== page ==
For submission details and more information, visit. www.blackalphabet.org.
Bucks HRC hosts forum on discrimination
The Bucks County Human Relations Council will host an educational event designed to address fair housing, hate crimes and police-community relations.
The free community education event will take place 7-8 p.m. May 5 in the Yardley-Lower Makefield Public Library, 1080 Edgewood Road in Yardley. The forum will include a presentation and Q&A with human-relations and anti-discrimination experts.
Carl Summerson, permanent hearing officer of the Pennsylvania Human Relations Commission, and Tameka Hatcher, the commission’s housing-program analyst, will discuss unlawful discrimination, identifying challenges and strategies for improving fair housing, police-community relations and hate-crime activity.
The BCHRC also invites those interested in becoming involved in promoting positive community relationships and working to dismantle discrimination, prejudice and bigotry to apply for open councilmember positions.
The BCHRC meets 7 p.m. the fourth Wednesday of the month at the Northampton Township Public Library, 25 Upper Holland Road in Richboro.
Renowned pastor hosts conference
The Rev. Frank Schaefer, the Methodist pastor who was defrocked for officiating his son’s same-sex wedding in 2007 but later reinstated, will host a one-day conference at a local church.
“Choosing Love: A Parent’s Story” will take place 8:30 a.m.-4 p.m. May 2 at Gloria Dei Church, 570 Welsh Road in Huntingdon Valley. Tickets are $30 for adults, $15 for students and include a boxed lunch. Proceeds benefit The Attic Youth Center.
In addition to sharing his compelling personal story, Schaefer will cover topics including love, family, inclusivity, the Bible and homosexuality and the path to marriage in Pennsylvania.
Schaefer’s book, “Defrocked: How a Father’s Act of Love Shook the United Methodist Church,” will be available for sale and signing.
Self-defense class benefits officer’s family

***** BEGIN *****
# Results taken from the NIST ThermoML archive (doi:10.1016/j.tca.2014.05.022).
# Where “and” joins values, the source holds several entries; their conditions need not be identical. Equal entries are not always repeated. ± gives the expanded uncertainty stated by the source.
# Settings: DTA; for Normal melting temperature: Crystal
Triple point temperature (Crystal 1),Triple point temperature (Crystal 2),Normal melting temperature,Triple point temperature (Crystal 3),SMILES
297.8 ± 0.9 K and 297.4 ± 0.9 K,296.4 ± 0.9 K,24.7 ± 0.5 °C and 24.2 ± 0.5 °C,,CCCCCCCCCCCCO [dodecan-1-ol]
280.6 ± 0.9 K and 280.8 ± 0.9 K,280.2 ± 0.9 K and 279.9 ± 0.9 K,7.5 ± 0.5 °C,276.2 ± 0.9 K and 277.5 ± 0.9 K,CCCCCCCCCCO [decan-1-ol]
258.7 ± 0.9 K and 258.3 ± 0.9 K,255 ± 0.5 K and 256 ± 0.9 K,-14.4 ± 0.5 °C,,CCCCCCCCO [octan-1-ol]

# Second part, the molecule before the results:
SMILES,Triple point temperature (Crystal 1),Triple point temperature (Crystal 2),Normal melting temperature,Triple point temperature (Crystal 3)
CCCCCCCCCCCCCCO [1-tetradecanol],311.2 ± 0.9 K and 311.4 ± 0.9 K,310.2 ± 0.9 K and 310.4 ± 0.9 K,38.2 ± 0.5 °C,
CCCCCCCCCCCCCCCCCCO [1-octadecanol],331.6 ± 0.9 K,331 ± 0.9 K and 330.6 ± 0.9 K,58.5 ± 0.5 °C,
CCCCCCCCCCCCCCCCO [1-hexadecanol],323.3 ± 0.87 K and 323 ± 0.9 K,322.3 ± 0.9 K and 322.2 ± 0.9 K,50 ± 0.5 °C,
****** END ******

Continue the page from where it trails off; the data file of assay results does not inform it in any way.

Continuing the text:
Want to learn self-defense? The experts from Israeli Krav Maga in Cherry Hill will teach you the basics at a fundraiser benefiting the family of fallen Philadelphia police officer Robert Wilson III.
The complimentary nightclub safety session will be held 5:30-7:30 p.m. April 28 at ICandy, 254 S. 12th St. The self-defense class is free and open to the public. Donations will be accepted for Officer Wilson’s family.
The 30-year-old officer. an eight-year veteran of the force, was shot to death March 5 during an attempted robbery of a GameStop store at 22nd and Lehigh streets.
PGMC hosts cabaret fundraiser
Join the Philadelphia Gay Men’s Chorus for a drag- and dance-filled cabaret fundraiser 7-10 p.m. May 2 at the William Way LGBT Community Center Ballroom, 1315 Spruce St. Tickets are $40 in advance, $50 at the door. Admission includes a buffet dinner and open bar.
The event, hosted by the fabulous Stella D’Oro, includes individual cabaret performances from members of PGMC, several of whom will be in drag as well as guest performances by the Bearded Ladies Cabaret from the Wilma Theater.
Proceeds will also go to supply musical instruments for Philadelphia public-school students.
To purchase tickets and for more information, visit www.pgmc.org/cabaret.html.
— Ryan Kasley